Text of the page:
It was so distinct. I saw the snow, the footprints through it. It was an immense vista, it seemed as if I was flying above it, looking down. And moving fast, covering ground. I saw the Pergyl in snow, covered, so much so that I couldn’t make out the end. A dream landscape. It was in my dream. Wintery. And then beyond more land, more snow but with patches of green coming through. It was beautiful. A people-less scape, wild open, treeless. What it portends, if anything, I cannot say.

He was perturbed. The unsettled nature of the weather unsettled him. It was warm when I walked, too hot for all the gear I had on. Should he put shorts on or jeans, should he take an umbrella, should he put on waterproofs, and what shoes? He was agitated, poor lamb. It isn’t personal, it’s just weather.

My legs are swollen again today, it’s like walking with tree trunks for thighs, no give, no flexibility. He suggests changing the drugs. Ah, not again. I am weary of it. Shall I go to Lily for more of her strange potions? NO COFFEE and NO CHOCOLATE.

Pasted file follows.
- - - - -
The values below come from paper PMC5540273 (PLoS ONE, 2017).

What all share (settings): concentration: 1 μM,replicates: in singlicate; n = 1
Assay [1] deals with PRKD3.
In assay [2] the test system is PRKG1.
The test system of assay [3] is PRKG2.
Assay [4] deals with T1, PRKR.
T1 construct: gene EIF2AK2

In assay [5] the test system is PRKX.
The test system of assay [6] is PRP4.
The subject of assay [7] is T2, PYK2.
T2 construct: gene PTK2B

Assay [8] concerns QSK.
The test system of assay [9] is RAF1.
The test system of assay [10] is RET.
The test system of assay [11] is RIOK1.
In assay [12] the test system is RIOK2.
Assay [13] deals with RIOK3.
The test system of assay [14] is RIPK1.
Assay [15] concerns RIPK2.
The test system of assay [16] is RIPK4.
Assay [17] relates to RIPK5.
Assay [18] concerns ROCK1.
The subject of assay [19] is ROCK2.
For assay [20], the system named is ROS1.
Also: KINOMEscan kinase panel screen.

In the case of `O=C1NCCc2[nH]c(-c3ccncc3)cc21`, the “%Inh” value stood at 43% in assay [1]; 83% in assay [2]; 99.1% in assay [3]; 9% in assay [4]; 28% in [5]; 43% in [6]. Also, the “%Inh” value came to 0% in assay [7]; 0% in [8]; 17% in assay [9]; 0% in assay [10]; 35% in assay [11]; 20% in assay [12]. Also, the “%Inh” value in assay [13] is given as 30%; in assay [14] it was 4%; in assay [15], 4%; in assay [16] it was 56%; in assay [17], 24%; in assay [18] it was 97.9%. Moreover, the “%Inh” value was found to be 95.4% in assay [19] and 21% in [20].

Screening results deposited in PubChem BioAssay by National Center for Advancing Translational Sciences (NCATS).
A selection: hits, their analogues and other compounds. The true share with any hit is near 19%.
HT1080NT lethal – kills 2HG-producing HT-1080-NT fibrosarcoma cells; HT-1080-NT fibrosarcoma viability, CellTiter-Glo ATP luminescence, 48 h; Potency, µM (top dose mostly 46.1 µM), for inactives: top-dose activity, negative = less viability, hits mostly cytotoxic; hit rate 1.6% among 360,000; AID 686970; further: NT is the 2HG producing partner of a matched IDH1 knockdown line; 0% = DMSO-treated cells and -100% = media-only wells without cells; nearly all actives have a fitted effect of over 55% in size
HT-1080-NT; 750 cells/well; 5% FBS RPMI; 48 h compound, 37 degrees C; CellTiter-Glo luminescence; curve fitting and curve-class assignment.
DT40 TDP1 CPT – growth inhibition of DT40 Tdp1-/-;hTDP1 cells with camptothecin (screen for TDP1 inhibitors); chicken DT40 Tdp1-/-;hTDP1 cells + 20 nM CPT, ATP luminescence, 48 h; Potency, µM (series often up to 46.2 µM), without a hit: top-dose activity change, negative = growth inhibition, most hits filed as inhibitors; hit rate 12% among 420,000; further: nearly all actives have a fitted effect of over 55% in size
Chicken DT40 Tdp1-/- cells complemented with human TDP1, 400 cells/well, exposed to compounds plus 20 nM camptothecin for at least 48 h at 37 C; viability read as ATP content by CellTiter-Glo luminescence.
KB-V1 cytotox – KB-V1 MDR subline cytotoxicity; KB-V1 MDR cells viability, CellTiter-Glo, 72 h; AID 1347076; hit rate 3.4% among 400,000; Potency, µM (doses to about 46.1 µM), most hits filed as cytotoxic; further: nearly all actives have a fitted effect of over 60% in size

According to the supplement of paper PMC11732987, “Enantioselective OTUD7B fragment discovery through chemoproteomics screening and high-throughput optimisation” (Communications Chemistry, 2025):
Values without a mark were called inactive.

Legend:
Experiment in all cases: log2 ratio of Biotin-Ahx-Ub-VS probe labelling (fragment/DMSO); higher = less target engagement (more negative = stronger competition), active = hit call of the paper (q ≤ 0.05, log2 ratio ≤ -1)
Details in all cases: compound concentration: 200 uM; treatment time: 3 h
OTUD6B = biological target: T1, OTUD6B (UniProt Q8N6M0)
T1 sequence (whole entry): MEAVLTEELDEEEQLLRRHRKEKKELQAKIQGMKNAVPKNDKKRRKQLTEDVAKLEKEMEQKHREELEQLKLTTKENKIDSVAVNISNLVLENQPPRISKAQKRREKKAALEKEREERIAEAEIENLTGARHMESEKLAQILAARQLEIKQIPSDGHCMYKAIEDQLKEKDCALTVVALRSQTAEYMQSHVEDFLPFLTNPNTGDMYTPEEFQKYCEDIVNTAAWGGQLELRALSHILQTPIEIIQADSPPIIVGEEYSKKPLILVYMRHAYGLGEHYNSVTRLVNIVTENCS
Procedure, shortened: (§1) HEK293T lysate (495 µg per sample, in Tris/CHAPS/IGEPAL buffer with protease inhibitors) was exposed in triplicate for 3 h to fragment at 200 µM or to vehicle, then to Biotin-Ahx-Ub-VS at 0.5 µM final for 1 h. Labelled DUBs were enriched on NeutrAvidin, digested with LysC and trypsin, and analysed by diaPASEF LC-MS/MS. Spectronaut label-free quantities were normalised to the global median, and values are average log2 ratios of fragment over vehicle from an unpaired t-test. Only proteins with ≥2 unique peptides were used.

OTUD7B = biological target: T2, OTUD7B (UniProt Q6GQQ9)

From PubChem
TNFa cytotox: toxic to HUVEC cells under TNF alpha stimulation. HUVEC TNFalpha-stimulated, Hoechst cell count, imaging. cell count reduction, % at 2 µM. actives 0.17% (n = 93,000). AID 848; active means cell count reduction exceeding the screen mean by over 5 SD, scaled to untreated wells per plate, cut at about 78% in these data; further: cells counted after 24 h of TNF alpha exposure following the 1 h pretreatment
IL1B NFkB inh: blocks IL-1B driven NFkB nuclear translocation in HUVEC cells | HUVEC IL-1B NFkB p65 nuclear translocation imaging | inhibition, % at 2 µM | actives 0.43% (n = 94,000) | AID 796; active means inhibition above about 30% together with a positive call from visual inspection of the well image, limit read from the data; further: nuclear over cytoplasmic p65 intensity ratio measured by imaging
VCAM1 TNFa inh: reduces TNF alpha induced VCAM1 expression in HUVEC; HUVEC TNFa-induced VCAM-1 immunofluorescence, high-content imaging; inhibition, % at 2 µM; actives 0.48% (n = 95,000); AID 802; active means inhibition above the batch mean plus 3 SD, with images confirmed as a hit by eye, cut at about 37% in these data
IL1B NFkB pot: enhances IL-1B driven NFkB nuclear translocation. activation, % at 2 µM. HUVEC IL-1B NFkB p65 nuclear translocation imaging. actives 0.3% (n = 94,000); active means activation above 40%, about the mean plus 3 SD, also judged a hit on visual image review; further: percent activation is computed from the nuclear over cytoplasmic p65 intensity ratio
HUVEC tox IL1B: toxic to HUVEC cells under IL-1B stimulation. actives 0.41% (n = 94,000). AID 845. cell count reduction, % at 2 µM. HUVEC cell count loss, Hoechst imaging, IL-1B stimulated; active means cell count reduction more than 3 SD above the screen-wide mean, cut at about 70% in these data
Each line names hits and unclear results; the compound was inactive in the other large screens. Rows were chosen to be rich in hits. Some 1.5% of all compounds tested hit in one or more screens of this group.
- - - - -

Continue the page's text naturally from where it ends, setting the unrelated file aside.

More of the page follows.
I’ve started to re-read Mansfield Park. It is a joy to re-encounter. I love the references to sewing, and how the work the characters choose to do so perfectly reflects their status, station and pecuniary needs. Such as with the lady of the house: ‘Lady Bertram was a woman who spent her days sitting, nicely dressed on a sopha, doing some long piece of needlework, of little use and no beauty.’ Whether Austen means Lady B or the embroidery she is working is of little use of beauty I cannot be sure. It wobbled me reading this. My resolve is always so easily shaken. But I love how the needlework is a manifestation of what she stands for. Languorous idleness of no use or ornament. (And note the spelling of ‘sofa’ as ‘sopha’ – a new one on me. )

Town was full of what I can only imagine to be freshers. They look young enough. Virtually every bench along the Prom was occupied by couples canoodling. And vomit spattered the pavements. It is to be expected, I suppose. The seagulls, normally the bovver boys of the Prom have been eclipsed.

Here comes the rain.

By Ellen Bell

Artist and writer currently living in Aberystwyth.